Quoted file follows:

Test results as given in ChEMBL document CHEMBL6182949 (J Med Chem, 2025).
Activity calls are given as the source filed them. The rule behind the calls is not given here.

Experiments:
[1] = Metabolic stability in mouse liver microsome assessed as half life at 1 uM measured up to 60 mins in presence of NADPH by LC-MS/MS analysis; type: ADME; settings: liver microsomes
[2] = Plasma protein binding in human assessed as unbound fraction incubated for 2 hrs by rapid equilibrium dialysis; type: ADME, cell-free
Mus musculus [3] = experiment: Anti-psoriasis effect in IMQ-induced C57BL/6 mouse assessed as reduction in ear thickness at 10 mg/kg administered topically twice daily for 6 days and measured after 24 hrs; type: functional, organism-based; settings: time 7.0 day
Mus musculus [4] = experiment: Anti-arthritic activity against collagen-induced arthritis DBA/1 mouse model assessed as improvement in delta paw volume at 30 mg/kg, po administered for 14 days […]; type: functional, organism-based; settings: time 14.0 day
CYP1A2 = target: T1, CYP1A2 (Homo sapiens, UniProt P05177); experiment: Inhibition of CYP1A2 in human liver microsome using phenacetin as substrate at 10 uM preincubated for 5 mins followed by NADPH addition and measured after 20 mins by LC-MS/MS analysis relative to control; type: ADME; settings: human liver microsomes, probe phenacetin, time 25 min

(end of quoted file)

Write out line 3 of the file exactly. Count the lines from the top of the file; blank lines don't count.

Experiments: